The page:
I strongly recommend planting lantana here in Vacaville.  It does have a rather pungent scent that some people don’t like (I have grown to like it because I love these plants, and when I can smell it I know pool time is coming), but as long as you don’t crush the leaves, you won’t smell it.  Butterflies and birds, especially hummingbirds, seem to adore it.

My gardening philosophy is that the strong will survive.  I’m not a big fan of gardening, but I do want the yard to look nice.  Our lantana thrives on my benign neglect.  It grows in full blazing sun, gets minimal water (a deep drippering about every week, even in summer), and comes back after being “killed” by the frost.  Some years we cut off all the dead wood left after the frost (the plant turns brown and black, looking as though it caught fire), and sometimes we don’t.  Doesn’t matter.  It comes back thick and lush every year.  The lantana loves it here, and we love the lantana!

Lying on the couch…

I’ve been channeling Snow White’s missing three dwarfs, Barfy, Poopy, and Dizzy (uh-oh…feel I may have crossed a line), these last few days.  Today I feel somewhat on the mend, so I settled myself on the couch to find a good movie.  I found it–Arabesque, from 1966, starring Gregory Peck and Sophia Loren.  I really have no idea what was going on.  I came in 10 minutes after it started and apparently lost most of the particulars of the plot.  Gregory Peck is a professor, Sophia Loren lives (in a room lined with the best red toile I have

See the toile in the background?

ever seen–more white than red–so pretty.  Even the tiles in the bathroom are in the same toile.) as the mistress of a menacing Arab (–what? politician? gangster? I just don’t know) who seems to have a touch of a foot fetish (he buys her lots of shoes and likes to massage her feet), and everyone is trying to kill each other while they seek the cypher. What the cypher tells them I–surprise!–don’t know.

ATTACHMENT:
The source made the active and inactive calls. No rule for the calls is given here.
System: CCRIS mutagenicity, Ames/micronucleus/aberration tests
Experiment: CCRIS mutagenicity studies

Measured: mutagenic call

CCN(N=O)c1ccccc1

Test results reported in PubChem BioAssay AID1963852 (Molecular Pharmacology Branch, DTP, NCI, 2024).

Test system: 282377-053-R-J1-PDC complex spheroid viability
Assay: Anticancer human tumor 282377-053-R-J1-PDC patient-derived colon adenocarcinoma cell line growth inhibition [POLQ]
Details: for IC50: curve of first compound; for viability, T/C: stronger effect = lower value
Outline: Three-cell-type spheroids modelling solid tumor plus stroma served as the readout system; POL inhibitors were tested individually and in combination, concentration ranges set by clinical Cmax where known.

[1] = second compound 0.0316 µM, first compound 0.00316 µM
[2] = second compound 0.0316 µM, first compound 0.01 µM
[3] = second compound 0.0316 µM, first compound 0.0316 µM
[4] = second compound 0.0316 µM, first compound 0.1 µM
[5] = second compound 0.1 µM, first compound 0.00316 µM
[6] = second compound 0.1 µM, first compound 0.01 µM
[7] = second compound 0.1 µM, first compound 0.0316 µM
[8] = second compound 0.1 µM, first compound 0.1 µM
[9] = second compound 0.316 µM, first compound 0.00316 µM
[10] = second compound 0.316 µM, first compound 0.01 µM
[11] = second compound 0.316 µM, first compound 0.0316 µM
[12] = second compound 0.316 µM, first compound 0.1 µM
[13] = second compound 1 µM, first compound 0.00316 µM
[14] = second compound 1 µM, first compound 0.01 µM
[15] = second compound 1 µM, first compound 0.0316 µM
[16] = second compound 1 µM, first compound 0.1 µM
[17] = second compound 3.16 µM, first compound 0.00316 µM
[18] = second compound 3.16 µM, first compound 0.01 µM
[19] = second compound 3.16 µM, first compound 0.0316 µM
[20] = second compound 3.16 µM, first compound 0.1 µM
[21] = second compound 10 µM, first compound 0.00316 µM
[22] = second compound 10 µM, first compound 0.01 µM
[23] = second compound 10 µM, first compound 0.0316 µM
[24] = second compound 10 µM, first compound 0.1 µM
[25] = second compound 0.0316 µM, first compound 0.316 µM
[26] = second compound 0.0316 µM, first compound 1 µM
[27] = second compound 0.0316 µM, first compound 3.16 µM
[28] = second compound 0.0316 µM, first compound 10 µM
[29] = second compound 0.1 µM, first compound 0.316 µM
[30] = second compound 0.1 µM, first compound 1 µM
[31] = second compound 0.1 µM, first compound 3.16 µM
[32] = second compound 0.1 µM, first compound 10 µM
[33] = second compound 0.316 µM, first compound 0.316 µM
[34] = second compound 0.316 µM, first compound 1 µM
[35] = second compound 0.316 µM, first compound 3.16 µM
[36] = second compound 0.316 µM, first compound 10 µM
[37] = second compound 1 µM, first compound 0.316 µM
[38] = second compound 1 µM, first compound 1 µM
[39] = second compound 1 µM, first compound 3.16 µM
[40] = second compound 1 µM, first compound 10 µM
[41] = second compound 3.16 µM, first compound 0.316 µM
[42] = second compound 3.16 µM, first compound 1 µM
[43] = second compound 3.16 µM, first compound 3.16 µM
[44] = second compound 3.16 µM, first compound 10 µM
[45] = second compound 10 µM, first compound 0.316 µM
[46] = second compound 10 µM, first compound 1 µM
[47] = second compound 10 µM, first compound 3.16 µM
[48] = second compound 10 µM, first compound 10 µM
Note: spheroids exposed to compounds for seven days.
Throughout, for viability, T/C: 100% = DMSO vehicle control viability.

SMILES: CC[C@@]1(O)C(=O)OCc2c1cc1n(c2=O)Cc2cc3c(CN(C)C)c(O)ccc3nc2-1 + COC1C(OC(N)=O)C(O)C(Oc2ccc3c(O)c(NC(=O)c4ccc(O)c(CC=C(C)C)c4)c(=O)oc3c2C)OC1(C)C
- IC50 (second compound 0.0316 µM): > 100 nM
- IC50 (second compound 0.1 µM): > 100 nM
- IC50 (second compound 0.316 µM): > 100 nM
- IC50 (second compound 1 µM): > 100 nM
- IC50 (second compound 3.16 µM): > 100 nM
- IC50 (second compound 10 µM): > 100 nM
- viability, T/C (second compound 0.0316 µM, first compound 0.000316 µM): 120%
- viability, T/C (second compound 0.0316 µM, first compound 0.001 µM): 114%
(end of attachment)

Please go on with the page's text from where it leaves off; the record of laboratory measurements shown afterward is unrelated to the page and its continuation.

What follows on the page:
But what I do know about this movie is that the clothes were sensational!  When I first came in, Sophia made her entrance in an evening gown that would be so perfect for women of, say, my age.  I’m not sure if it was black or navy blue, but that is immaterial.  It had a very wide neckline, very low-cut (but without putting her girls out there in a sleazy way), a close-fitting bodice and full, sheer sleeves with feathers around the wrists.  So maybe not suitable for a dinner, but definitely for cocktails. Later on, she and Gregory Peck get chased around London and when she gets back home to her Arab lover, she takes off her great little white coat and reveals a very plain black sheath dress, 3/4 sleeves, below the knee, with a bateau neck.  But when she turns around, the back is U-shaped, down to almost her waist!  So sexy, so subtle.  I loved it.  Later they get chased around London some more (while in their pretty little red Mercedes) and she is wearing a very groovy shiny red raincoat, with knee-high black boots. Truly, the clothes were amazing–sorry I couldn’t find a photo of the sheath dress.  I wish I had a dressmaker who could replicate these outfits, especially that little black sheath dress.  So many dresses are just too short!

Come to find out after I poked around online that it was a Dior wardrobe, valued at over $150,000 (at the time!).  So that’s nice.  But if you’re channeling your own dwarfs, due to illness or hangover (hey, these things happen), or just need some pretty clothes and some mindless entertainment, Arabesque is a great bet.